Wined and dined
Oh it seemed just like a dream
Girl was so kind
Kind of love I’d never seen

Only last summer, it’s not so long ago
Just last summer, now musk winds blow…

Move the flimsy veil from beauty, melancholy thou shall find.

John Everett Millais, Autumn Leaves, 1856

They are things which are so intensely beautiful that I am not sure whether they produce as much pleasure as pain. They fill the heart with delight and longings all at once – such is the effect this painting has on me; first it lures me, and then it saddens me… But hush now, hush, reality, and let me enjoy the sweetness of this magical garden for another moment… Oh yes, I can feel the softness of the grass, see the lights of the lanterns, smell the carnations, can you?

Romantic Dilemma: Beautiful and Sublime in Art (Immanuel Kant)

9 Oct

In his book ‘Observations on the Feeling of the Beautiful and Sublime‘, Immanuel Kant described two kinds of finer feelings; the feeling of the sublime and the feeling of beautiful. Intrigued by this ‘romantic dilemma’, I instantly thought of artworks that embody these finer feelings.

1774. The Bard - Thomas JonesThe Bard, Thomas Jones, 1774, National Museum of Wales in Cardiff

According to the dictionary, sublime is something ‘of very high quality and causing great admiration’. Something that’s beautiful is ‘pleasing to the senses or to the mind‘. Tall oaks, thunderstorms, mountain heights, shadows, the movement of storm clouds and old ruins are sublime. On the other hand, Greek vases, Venus in art, flowery alleys and trimmed hedges are beautiful. In correlation to this, then, English style gardens are sublime and French gardens are beautiful. Night is sublime, day is beautiful. Sublime has to be something big and simple, while the beautiful can be small but flamboyant and decorated. Feeling of sublime touches the man, while the feeling of beautiful enchants him. In literature, we could compare Emily Bronte’s Wuthering Heights with the feeling of sublime, and Jane Austen’s Pride and Prejudice with beautiful.

Furthermore, Kant explains how men have mostly feelings for the sublime, while women lean towards that which is beautiful. Friendship has mainly the character of the sublime, but love between the sexes, that of the beautiful.‘ Even with physical appearance, Kant noticed the types; people with fair skin, blue eyes and blonde hair are closer to beautiful, while darker skin and dark eyes evoke a feeling of sublime.

1790. Visitor to a Moonlit Churchyard - Philip James De LoutherbourgVisitor to a Moonlit Churchyard, 1790, Philip James De Loutherbourg

Moreover, in the last chapter of the book, Kant describes how different nationalities have different finer feelings. The Italians and the French are distinguished by the feeling of beautiful, while the Germans, the English and the Spaniards posses a feeling for sublime. Dutch people have no finer feeling, and put value only on that which is useful in some way. Kant explains it further, stating that the feeling of beautiful can either be: enchanting and touching – that suits the Italians, or cheerful and spicy, which suits the French.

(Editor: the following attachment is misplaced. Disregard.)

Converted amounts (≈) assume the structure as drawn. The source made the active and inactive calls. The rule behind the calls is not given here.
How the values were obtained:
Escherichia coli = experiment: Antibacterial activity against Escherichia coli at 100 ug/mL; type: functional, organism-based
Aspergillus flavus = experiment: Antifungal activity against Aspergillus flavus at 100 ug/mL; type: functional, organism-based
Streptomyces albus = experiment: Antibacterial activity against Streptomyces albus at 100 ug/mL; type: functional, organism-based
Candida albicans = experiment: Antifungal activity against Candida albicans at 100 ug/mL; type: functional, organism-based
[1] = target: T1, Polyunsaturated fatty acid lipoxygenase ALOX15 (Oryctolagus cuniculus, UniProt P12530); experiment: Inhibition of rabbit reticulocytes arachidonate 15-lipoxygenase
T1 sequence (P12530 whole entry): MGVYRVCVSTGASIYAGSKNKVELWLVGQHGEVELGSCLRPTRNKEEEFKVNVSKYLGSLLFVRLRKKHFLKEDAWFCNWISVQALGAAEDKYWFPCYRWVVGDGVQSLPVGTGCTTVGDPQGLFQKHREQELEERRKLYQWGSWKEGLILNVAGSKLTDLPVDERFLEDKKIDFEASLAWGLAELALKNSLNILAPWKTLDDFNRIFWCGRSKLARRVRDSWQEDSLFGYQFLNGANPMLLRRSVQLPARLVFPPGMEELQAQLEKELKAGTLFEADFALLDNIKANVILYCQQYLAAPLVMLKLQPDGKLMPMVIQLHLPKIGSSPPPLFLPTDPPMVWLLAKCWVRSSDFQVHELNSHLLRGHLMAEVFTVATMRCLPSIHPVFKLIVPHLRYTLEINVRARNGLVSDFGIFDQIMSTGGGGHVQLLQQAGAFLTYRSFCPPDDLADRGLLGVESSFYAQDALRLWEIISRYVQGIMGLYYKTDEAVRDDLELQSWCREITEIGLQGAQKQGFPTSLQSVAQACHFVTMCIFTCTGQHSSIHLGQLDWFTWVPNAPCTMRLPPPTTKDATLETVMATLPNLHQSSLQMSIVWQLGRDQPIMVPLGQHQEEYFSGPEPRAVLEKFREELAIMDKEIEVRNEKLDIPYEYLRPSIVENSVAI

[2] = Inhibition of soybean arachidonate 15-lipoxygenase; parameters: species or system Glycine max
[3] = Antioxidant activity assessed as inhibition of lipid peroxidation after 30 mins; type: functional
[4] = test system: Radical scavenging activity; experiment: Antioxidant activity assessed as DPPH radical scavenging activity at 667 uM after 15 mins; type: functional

When it comes to the feeling of sublime, Kant says that it leans towards dreadful or noble. He attributed dreadful sublime to the Spaniards, and noble sublime to the English, whose actions are guided by principles rather than impulses. He described Germans as possessing a fine blend of both sublime and beautiful, a mix which is more appropriate then the raw power of each separate feeling. Kant only cursorily touched the subject of arts. However, he did explain that the Italian geniuses specially distinguished themselves in music, painting, architecture and statuary. Pleasantry, comedy, satire saturated with laughter, flirtation of lovers, light and naturally fluid style is typical for France. On the other hand, profound thoughts, tragedy, epic poems, all found their place in English literature. I think there is some truth in this, if you only compare Molliere with Shakespeare, or gardens in France and England.

1852. Faust’s Dream by Carl Gustav Carus Faust’s Dream by Carl Gustav Carus, 1852

Kant’s theory proves the most accurate if one compares two completely opposite art movements; Neoclassicism and Romanticism. Neoclassicism, and its predecessor Rococo, was chiefly dominant in France with artists such as Ingres, Watteau, Boucher, Fragonard, Jacques-Louis David, and the Italian Antonio Canova, fellow lover of beautiful, all setting this style characterised by pure beauty, simplicity and symmetry of compositions. Portraits of royalty or king’s mistresses such as the portrait of Madame de Pompadour, are good examples of beauty in art. These painting evoke grandeur, richness, coquetry. Still, after a while these painting are sore to the eyes: how many cupids, elegant ladies with rosy cheeks, garden statues in knock-off Greek-Roman style and fine dresses, can a human mind put up with?

In contrast, Romanticism first appeared in Germany in works of Goethe and Schiller, and in England in works of Lake Poets, William Blake and Ann Radcliffe, exactly in those nations that valued the feeling of sublime. The difference with the French tastes is easy to see, just compare the works I’ve mentioned above with the sublime and wistful landscapes of Caspar David Friedrich or Carl Gustav Carus or William Blake’s fanciful illustrations. Beautiful could exceed into kitschy, and sublime could lead to Gothic and grotesque.

Examples of ‘Beautiful‘ in art:

1759. madame de pompadour -BoucherMadame de Pompadour, Boucher, 1759

The Progress of Love, The Confession by Jean-Honoré Fragonard (1732-1806), 1771-73

Vestal Virgins, by Jean Raoux (French, 1677–1734), 1727